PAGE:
Chinese tourists represent a massive market for Scotland. In 2017, 62,000 Chinese citizens visited the country and spent a whopping £44m while they were there. Even more impressive is how Scotland ranks in comparison to the rest of the United Kingdom. According to Lily Kuo from The Guardian, “Edinburgh is now the second most-visited city in the UK by Chinese tourists, after London.” While it’s not surprising that a country with such a large population is responsible for a spike in tourism, it is surprising how well Scotland has been able to capitalize on it.

VisitScotland, the country’s tourism board, has rolled out a number of different programs to better welcome Chinese tourists. Among the latest was the release of the VisitScotland app for WeChat. WeChat is one of the biggest phone applications in China, and it boasts a wide variety of uses. It’s one of the few apps that doesn’t fit neatly into one category, as it offers messaging services, payment, food delivery, and much more.

Businesses can connect with users via apps within the overall WeChat app. The new VisitScotland WeChat app features a number of Scottish businesses with relevant information, including whether or not staff members speak Mandarin. It serves a dual purpose of advertising Scottish businesses as well as helping Chinese travelers choose places that can cater to their needs.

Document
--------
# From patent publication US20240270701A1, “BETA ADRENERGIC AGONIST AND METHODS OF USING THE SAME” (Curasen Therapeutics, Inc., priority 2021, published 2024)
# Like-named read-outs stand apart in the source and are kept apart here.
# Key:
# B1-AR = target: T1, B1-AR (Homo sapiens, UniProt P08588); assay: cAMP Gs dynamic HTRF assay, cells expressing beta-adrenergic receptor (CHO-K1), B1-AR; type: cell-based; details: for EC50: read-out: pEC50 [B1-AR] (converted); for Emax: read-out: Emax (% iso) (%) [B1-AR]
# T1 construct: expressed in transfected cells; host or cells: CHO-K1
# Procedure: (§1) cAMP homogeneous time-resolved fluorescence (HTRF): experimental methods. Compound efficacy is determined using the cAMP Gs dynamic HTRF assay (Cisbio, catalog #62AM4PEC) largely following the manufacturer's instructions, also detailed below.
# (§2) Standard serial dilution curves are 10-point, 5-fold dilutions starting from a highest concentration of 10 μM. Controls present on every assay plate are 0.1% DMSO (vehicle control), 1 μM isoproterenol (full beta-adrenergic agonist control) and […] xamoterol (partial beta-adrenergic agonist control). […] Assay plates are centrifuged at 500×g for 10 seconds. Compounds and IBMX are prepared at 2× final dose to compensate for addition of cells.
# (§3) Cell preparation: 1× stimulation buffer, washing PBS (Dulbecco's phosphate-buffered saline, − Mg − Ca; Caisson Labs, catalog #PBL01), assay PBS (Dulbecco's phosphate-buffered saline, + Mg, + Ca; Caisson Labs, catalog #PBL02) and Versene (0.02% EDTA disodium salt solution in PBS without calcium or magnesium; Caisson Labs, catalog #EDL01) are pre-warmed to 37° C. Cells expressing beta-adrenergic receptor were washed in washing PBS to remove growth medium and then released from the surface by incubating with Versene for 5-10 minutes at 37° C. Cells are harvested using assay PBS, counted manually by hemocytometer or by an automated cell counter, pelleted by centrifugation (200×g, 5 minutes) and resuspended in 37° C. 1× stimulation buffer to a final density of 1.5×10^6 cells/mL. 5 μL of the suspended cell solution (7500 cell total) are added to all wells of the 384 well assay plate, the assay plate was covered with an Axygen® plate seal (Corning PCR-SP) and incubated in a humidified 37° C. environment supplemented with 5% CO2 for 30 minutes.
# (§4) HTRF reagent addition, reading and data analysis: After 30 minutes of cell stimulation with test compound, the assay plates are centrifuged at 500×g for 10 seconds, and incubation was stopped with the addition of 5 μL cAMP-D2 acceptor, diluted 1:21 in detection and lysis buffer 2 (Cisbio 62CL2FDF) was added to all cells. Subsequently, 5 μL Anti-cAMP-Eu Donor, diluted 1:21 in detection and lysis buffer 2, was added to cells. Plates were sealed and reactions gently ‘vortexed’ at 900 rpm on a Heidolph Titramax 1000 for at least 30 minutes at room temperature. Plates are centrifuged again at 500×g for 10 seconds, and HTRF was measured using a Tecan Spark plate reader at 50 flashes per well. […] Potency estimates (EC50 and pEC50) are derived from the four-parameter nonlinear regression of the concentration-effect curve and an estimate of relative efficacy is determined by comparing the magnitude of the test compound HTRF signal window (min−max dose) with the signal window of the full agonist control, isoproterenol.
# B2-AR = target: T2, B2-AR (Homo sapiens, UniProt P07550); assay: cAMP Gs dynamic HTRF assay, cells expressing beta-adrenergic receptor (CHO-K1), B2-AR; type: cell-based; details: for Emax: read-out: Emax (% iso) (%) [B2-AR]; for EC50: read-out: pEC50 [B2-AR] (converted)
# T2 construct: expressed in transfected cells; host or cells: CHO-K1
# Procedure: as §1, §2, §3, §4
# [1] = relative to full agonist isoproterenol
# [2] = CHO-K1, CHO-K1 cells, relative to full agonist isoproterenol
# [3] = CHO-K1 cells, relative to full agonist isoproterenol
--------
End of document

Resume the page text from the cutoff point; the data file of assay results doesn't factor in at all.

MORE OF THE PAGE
However, there is still more that can be done. VisitScotland is still in the process of creating a marketing toolkit for China in order to help business owners adapt to this new wave of tourism. Monica Lee-Macpherson, chairwoman of the Scottish Highlands and Islands and Moray Chinese Association, has suggested that “B&B owners should provide noodles and disposable chopsticks in the rooms and include pictures in their menus”, and Graeme Ambrose, head of Visit Inverness Loch Ness, notes that Chinese tourists prefer twin beds and lukewarm water.

In any case, the growth of the Chinese market in Scotland is an interesting development in the world of tourism. For Scottish tour operators, it may be time to start looking at how to make your business more welcoming to this new influx of visitors.


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